The proposed workaround is to download the 32bit version of daophot (at [3]) and put it under iraf$noao/bin.linux64 directory. If this is under /iraf (under root) then you need root permissions to copy there and make it executable, preferably as chmod +x x_daophot.e, to make it available for all users in the same machine.

    So, we have to keep in mind that the 32bit versions could be the replacement for other non-working tasks as well. Let’s hope that there will be finally future releases of PyRAF [4].

    [1] STScI / PyRAF FAQ #1.5
    [2] iraf.net/forum: “PyRAF and DAOPHOT – ERROR 851”
    [3] ftp://iraf.noao.edu/iraf/v216/support/linux/x_daophot.e
    [4] 0. Support Status : “Due to reduced budgets for HST, we can only provide minimal pyraf support. If you have a problem that cannot be solved quickly by our first tier support, we may be unable to help. This is unfortunate, but it is the best we can do with the resources available. “,
    STScI / PyRAF FAQ #0, accessed 15 March 2016

    Where are the stsdas/synphot template spectra?

    After having looked and searched into the whole IRAF/PyRAF directory to point out the directory that contains the template spectra for the stsdas/synphot package it was just a matter of a quick look at the front page of the package to resolve the issue!

    As it is said: “Since the data files used by synphot in its calculations are rather large, they are distributed separately”
    and they provide the links to the compressed files containing all the template data.

    At the beginning we started looking into which path these files are stored since you can call each template by using the environmental variable crcalspec$template_spectrum. But this variable looks at the path where these templates are stored (outside IRAF), as it is defined (when installed) though the crref variable.

    Adding environmental variable in Python script

    Perhaps looking for this (after importing os):

    os.environ["VARIABLE"]="/path/to/program"

    This is needed for example to set the jref path in order for multidrizzle package to run through a script.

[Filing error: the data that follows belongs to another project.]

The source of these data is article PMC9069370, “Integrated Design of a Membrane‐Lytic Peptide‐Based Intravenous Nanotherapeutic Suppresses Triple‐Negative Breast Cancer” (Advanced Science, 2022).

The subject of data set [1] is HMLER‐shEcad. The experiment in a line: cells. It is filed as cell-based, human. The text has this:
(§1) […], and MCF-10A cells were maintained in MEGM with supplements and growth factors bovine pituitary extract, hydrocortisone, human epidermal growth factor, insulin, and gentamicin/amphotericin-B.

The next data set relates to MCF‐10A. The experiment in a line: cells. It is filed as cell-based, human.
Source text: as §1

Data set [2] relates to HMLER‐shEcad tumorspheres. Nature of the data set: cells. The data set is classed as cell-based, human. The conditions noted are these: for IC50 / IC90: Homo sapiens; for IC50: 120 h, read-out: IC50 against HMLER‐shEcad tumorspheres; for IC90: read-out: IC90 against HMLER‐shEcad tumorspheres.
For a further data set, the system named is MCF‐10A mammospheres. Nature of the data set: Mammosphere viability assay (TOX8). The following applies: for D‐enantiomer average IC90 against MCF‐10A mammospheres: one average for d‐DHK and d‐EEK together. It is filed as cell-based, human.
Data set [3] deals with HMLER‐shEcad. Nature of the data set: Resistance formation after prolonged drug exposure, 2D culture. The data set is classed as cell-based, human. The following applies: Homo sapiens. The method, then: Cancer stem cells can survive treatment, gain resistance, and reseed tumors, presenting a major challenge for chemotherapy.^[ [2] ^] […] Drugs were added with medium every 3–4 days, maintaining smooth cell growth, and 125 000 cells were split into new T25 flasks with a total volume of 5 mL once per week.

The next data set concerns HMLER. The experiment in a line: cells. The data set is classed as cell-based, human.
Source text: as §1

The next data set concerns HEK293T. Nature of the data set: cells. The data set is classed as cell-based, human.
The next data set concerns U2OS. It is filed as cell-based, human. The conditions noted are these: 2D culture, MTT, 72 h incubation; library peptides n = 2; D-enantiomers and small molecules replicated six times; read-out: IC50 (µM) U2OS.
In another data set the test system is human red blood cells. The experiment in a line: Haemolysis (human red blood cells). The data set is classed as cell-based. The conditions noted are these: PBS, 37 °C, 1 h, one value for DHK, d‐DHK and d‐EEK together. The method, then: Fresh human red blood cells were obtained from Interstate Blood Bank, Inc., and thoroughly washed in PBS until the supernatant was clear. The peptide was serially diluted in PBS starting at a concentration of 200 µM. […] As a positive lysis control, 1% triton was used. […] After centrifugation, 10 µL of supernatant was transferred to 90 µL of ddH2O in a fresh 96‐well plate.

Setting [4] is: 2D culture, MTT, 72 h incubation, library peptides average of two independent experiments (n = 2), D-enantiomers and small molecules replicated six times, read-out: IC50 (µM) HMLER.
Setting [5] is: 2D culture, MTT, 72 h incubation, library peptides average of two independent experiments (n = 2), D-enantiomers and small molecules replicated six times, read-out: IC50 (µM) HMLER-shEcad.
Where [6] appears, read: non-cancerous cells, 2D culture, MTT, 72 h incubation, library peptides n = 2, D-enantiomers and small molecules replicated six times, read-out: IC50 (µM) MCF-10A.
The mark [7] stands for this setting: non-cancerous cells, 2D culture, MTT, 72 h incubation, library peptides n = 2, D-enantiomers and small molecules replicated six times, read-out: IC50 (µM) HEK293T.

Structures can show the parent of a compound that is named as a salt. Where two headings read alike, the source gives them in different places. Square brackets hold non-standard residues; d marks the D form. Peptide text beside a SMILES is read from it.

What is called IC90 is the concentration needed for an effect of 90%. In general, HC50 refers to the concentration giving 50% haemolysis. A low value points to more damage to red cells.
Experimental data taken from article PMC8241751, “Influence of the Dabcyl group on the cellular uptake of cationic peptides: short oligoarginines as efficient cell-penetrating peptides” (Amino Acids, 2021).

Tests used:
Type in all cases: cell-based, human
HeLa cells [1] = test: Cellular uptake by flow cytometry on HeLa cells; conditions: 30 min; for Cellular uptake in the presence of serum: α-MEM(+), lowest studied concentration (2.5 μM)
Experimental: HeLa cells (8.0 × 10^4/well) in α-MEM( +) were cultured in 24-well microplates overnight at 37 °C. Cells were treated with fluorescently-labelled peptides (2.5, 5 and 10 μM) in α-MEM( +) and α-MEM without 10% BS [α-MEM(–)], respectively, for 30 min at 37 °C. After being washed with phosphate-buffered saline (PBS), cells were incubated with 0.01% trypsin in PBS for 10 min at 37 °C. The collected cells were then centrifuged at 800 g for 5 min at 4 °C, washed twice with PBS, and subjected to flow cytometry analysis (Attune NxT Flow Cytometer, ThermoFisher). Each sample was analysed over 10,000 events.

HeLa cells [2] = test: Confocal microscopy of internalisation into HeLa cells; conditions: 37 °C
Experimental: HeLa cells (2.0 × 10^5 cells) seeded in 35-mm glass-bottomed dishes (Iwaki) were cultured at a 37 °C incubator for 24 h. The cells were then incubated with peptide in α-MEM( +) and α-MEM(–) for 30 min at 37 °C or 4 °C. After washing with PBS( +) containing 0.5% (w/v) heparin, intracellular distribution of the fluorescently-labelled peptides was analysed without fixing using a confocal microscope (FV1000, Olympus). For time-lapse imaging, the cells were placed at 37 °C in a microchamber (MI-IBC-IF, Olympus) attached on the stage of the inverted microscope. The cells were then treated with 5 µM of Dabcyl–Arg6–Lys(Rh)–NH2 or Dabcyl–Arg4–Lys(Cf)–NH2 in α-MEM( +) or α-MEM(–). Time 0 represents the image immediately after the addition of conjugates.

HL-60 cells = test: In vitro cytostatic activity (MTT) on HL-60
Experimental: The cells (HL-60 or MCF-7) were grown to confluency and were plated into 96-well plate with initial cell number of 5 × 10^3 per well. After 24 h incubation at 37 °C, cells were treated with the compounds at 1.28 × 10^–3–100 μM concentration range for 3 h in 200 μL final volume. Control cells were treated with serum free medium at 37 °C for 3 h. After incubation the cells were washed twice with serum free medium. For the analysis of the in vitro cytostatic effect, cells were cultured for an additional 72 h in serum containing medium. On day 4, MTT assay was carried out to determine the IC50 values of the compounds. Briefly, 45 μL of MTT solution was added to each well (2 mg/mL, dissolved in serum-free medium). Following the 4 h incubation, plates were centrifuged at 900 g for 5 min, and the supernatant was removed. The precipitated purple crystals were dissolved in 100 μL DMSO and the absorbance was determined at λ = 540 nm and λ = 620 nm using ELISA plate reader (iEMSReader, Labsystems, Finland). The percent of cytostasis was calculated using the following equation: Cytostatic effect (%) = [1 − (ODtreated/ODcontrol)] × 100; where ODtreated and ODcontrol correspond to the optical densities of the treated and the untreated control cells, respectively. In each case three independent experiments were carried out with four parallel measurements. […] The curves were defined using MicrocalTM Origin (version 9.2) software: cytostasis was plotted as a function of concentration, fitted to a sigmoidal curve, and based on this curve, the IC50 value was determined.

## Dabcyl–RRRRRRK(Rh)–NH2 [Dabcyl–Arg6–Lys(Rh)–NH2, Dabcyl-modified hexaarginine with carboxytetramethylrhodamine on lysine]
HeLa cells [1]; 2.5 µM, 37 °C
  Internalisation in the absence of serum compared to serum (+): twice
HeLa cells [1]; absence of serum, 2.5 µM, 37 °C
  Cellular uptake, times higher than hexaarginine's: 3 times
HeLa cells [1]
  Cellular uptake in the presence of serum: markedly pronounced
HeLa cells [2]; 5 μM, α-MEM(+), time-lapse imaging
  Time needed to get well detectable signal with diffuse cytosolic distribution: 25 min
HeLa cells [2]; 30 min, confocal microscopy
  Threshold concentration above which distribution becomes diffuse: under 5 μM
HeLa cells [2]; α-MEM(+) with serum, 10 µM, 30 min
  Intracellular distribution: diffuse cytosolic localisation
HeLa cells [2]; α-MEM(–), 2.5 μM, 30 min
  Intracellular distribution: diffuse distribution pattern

login.cl for IRAF/PyRAF

    Without login.cl iraf/pyraf does not work properly. Some commands may execute (like zerocombine, ie the binaries) but when the command will need to retrieve some information (like wavelength calibration/plotting, even shell commands like ls ) it will not respond (see error examples below).

    IRAF: Select a directory (like user’s home) and “mkiraf” (type it in a terminal) in this. This creates the login.cl and uparm directory. Then you should always start iraf from that directory (one of the main drawbacks).

    PyRAF: Make an iraf directory (at user’s home) and inside this “mkiraf”. Then you can start pyraf from any directory (as it will always find the iraf directory previously created to search for parameters and settings). When you first run pyraf it will also create a pyraf directory (including a cache directory)

    PyRAF errors (showing that a login.cl file is missing):
    --> epar ccdred
    ...
    File "/scisoft/lib/python2.5/site-packages/pyraf/iraffunctions.py", line 3051, in _expand1
    (varname, instring))
    IrafError: Undefined variable `uparm' in string `uparm$imdccdred.par'

    --> ls
    Traceback (innermost last):
    File "", line 1, in
    NameError: name 'ls' is not defined

    Including IRAF tasks in Python scripts

    What do you get if you combine IRAF and Python ? Of course something that starts with Py and ends with RAF, PyRAF, which combines IRAF’s tasks with the Python’s command (allowing to create more sophisticated scripts than the cl ones).

    But in order to implement these abilities in a python script you have to include (aka import) the packages you want to use (thanks to this post!).
    Suppose that we want to use the ccdhedit command which is included in noao/imread/ccdred package. Then we write:

    #!/usr/bin/env python
    from pyraf import iraf
    from iraf import noao, imred, ccdred

    iraf.ccdhedit("bias*.fit", parameter="imagetyp", value="zero")
    print "All done!"

    Every parameter is given inside the () like what we would do if we were using the command line. The wildcard * is still valid and the ccdhedit will change the imagetyp header keyword to zero all the bias images in this case.